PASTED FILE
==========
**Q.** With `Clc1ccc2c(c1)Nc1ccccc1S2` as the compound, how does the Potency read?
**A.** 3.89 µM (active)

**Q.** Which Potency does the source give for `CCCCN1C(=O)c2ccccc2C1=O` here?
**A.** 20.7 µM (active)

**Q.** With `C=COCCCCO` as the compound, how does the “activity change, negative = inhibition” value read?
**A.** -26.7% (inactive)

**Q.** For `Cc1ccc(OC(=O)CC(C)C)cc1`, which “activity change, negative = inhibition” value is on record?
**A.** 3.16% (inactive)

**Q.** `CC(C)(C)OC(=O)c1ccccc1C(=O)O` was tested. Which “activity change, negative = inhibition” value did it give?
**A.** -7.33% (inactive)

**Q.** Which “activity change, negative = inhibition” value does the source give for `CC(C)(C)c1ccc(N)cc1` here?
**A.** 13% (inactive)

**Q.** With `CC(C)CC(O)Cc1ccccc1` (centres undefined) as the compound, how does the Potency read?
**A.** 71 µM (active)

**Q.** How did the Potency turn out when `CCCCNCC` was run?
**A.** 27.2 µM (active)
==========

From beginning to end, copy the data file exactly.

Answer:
**Q.** With `Clc1ccc2c(c1)Nc1ccccc1S2` as the compound, how does the Potency read?
**A.** 3.89 µM (active)

**Q.** Which Potency does the source give for `CCCCN1C(=O)c2ccccc2C1=O` here?
**A.** 20.7 µM (active)

**Q.** With `C=COCCCCO` as the compound, how does the “activity change, negative = inhibition” value read?
**A.** -26.7% (inactive)

**Q.** For `Cc1ccc(OC(=O)CC(C)C)cc1`, which “activity change, negative = inhibition” value is on record?
**A.** 3.16% (inactive)

**Q.** `CC(C)(C)OC(=O)c1ccccc1C(=O)O` was tested. Which “activity change, negative = inhibition” value did it give?
**A.** -7.33% (inactive)

**Q.** Which “activity change, negative = inhibition” value does the source give for `CC(C)(C)c1ccc(N)cc1` here?
**A.** 13% (inactive)

**Q.** With `CC(C)CC(O)Cc1ccccc1` (centres undefined) as the compound, how does the Potency read?
**A.** 71 µM (active)

**Q.** How did the Potency turn out when `CCCCNCC` was run?
**A.** 27.2 µM (active)